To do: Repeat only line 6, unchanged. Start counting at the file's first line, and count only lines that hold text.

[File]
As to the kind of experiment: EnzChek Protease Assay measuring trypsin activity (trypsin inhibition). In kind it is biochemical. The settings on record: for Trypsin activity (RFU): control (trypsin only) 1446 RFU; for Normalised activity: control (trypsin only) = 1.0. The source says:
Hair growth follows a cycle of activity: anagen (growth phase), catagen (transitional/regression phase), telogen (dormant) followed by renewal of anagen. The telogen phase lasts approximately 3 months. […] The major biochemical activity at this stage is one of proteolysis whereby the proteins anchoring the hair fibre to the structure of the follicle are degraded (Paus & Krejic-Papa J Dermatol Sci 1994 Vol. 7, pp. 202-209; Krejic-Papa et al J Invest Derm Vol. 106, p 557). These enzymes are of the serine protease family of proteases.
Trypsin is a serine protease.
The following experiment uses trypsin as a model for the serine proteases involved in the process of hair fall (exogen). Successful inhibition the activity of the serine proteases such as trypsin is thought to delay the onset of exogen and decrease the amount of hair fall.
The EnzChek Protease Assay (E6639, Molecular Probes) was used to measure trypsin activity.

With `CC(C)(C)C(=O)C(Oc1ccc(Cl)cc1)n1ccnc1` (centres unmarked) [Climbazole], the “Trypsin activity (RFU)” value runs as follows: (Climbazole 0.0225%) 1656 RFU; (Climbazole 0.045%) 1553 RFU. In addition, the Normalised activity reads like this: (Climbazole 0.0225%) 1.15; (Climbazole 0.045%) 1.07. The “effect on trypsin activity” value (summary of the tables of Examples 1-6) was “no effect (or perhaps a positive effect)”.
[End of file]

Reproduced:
With `CC(C)(C)C(=O)C(Oc1ccc(Cl)cc1)n1ccnc1` (centres unmarked) [Climbazole], the “Trypsin activity (RFU)” value runs as follows: (Climbazole 0.0225%) 1656 RFU; (Climbazole 0.045%) 1553 RFU. In addition, the Normalised activity reads like this: (Climbazole 0.0225%) 1.15; (Climbazole 0.045%) 1.07. The “effect on trypsin activity” value (summary of the tables of Examples 1-6) was “no effect (or perhaps a positive effect)”.